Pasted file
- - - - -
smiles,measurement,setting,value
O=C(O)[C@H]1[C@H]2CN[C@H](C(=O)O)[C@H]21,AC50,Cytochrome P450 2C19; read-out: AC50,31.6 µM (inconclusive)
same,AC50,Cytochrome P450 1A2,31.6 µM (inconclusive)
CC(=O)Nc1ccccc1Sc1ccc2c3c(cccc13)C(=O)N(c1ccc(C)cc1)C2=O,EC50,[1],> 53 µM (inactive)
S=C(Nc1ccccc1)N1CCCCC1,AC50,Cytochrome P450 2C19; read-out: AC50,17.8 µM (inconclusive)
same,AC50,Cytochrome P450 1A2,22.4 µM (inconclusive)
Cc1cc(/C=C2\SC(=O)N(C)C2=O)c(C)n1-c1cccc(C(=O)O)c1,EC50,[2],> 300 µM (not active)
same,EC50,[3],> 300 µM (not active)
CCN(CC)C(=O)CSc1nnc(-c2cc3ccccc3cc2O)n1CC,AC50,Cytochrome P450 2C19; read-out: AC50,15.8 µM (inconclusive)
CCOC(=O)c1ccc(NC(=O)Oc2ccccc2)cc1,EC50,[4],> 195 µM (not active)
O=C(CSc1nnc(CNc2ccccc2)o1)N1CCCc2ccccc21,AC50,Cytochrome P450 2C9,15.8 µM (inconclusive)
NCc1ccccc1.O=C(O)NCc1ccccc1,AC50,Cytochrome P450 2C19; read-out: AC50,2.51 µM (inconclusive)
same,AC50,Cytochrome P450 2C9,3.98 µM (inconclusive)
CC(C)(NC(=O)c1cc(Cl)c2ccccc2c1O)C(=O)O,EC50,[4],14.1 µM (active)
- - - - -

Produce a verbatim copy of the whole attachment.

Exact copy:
smiles,measurement,setting,value
O=C(O)[C@H]1[C@H]2CN[C@H](C(=O)O)[C@H]21,AC50,Cytochrome P450 2C19; read-out: AC50,31.6 µM (inconclusive)
same,AC50,Cytochrome P450 1A2,31.6 µM (inconclusive)
CC(=O)Nc1ccccc1Sc1ccc2c3c(cccc13)C(=O)N(c1ccc(C)cc1)C2=O,EC50,[1],> 53 µM (inactive)
S=C(Nc1ccccc1)N1CCCCC1,AC50,Cytochrome P450 2C19; read-out: AC50,17.8 µM (inconclusive)
same,AC50,Cytochrome P450 1A2,22.4 µM (inconclusive)
Cc1cc(/C=C2\SC(=O)N(C)C2=O)c(C)n1-c1cccc(C(=O)O)c1,EC50,[2],> 300 µM (not active)
same,EC50,[3],> 300 µM (not active)
CCN(CC)C(=O)CSc1nnc(-c2cc3ccccc3cc2O)n1CC,AC50,Cytochrome P450 2C19; read-out: AC50,15.8 µM (inconclusive)
CCOC(=O)c1ccc(NC(=O)Oc2ccccc2)cc1,EC50,[4],> 195 µM (not active)
O=C(CSc1nnc(CNc2ccccc2)o1)N1CCCc2ccccc21,AC50,Cytochrome P450 2C9,15.8 µM (inconclusive)
NCc1ccccc1.O=C(O)NCc1ccccc1,AC50,Cytochrome P450 2C19; read-out: AC50,2.51 µM (inconclusive)
same,AC50,Cytochrome P450 2C9,3.98 µM (inconclusive)
CC(C)(NC(=O)c1cc(Cl)c2ccccc2c1O)C(=O)O,EC50,[4],14.1 µM (active)